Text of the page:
Women had fewer rights than did their male counterparts, chastity and obedience were the desired feminine traits sought after in Aztec society. Some women entered the priesthood, but few other vocations. Aztec women had more legal rights than did women of other cultures, however, marriages were arranged, and at times between social classes to secure important social or strategic alliances. Women had the right to own and inherit property and to enter into contracts. While marriage was normally monogamous, noble families sometimes practiced polygamy. Aztec society was rigidly divided, but provided limited opportunities for advancement due to merit, however, commoners could never enter the nobility. The children of a noble women would be considered as noble by birth even if the father was of common birth

Aztec Religion and Culture


The Aztec were a polytheistic society with over 100 different deities; some were nature spirits, such as the rain god, Tlaloc, and others were patron deities as was the symbol of the Aztecs themselves, Huitzilopochtli. Their cosmology was based upon the existence of two worlds, the material and the spirit (both good and evil). Ometeotl, the supreme deity represented an all-powerful and omnipresent force of heaven, but was rather remote and had little impact on the Aztecs daily lives, unlike Quetzalcoatl, the feathered serpent who represented the forces of creation, virtue, learning and culture a powerful daily influence on the nobility and commoners alike, helping to maintain the class distinctions. According to legend, Quetzalcoatl, a god-like being, left the Valley of the Moon in the 10th century promising to return. The Aztecs mistook the Spanish conquistador, Cortez, for the returning Quetzalcoatl in the early 16th century a fatal mistake for them!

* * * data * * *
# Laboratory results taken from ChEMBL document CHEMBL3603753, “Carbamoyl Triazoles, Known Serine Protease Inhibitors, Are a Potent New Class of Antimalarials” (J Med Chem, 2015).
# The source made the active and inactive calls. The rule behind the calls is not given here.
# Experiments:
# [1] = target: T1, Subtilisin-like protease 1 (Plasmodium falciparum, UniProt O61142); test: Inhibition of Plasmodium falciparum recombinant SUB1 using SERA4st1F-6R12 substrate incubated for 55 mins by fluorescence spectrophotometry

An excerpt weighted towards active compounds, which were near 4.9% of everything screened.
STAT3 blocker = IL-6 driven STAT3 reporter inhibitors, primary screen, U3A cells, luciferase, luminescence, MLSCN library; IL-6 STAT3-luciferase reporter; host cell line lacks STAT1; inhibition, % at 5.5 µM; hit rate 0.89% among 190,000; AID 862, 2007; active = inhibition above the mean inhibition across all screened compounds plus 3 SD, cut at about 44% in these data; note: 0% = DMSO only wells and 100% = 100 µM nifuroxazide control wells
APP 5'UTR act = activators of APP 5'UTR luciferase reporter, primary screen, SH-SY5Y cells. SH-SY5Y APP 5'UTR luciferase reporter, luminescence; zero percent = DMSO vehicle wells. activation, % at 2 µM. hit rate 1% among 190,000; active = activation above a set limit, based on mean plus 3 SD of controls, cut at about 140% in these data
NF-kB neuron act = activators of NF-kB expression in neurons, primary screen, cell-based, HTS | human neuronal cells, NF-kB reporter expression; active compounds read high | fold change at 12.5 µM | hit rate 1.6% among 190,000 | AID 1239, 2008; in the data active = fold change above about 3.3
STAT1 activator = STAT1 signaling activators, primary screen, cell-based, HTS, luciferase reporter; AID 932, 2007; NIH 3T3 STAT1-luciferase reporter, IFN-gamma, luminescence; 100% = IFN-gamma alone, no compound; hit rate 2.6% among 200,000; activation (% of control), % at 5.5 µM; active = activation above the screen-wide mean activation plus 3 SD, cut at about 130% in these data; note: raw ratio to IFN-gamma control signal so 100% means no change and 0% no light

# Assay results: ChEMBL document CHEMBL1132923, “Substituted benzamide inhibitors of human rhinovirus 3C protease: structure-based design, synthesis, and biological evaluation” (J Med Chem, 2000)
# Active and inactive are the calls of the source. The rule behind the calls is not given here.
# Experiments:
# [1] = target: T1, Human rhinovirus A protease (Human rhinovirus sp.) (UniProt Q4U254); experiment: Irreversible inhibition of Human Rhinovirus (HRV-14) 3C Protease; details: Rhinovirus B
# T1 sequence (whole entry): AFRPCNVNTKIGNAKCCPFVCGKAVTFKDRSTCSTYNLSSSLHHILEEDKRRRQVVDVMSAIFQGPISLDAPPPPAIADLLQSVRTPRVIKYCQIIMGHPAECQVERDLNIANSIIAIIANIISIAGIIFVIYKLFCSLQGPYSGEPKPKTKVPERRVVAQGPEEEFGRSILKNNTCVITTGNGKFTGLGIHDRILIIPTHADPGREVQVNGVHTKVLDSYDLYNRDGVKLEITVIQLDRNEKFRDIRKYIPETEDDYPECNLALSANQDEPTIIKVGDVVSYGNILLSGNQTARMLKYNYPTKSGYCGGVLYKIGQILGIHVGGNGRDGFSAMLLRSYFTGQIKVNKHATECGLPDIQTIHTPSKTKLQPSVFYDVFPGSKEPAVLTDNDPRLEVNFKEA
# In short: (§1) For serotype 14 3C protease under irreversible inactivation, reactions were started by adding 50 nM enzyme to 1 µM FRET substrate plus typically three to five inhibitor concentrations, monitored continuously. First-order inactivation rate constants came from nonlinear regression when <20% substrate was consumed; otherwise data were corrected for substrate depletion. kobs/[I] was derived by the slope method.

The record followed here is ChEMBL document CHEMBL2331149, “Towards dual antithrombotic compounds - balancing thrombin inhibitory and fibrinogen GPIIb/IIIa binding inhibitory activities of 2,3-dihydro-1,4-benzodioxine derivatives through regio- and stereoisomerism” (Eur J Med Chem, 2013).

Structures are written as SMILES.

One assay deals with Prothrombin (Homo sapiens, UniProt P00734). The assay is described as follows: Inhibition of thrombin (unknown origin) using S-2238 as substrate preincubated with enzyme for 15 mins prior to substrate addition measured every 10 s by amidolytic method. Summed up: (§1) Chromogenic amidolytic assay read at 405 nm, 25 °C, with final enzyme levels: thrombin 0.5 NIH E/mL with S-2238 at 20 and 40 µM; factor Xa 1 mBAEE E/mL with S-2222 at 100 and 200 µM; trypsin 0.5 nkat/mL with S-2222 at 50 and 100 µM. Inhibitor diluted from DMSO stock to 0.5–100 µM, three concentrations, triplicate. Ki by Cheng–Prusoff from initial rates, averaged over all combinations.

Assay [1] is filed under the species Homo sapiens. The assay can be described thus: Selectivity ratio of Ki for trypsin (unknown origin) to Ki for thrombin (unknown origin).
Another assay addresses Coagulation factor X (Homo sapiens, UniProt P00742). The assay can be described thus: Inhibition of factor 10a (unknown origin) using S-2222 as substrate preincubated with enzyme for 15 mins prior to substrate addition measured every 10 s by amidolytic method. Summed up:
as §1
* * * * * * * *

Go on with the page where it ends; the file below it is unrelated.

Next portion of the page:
South American Pre-Columbian Empires


The habitation of South America by Neolithic peoples clearly begins around 10,500 BCE a shown by various artifacts and cave art dated to that period. Recent archaeological findings may suggest an even earlier settlement, but that has yet to be proven. Early complex societies begin to form in South America by 6000 BCE while evidence of agricultural communities, which began to form during the third millennium BCE, has been uncovered by archaeologists in both the Amazon River basin and the Andes Mountains of modern day Peru, Bolivia, and Ecuador. This evidence includes public buildings, temples, and aqueducts. These early societies include the Chavin (Peru), the Moche ( a coastal society of Peru), and, the Chimor (a later population of the Moche River valley). Typically, these societies were polytheistic, possessed some knowledge of astronomy, practiced advanced agriculture, waged war, developed trade on both land and sea, and practiced human sacrifice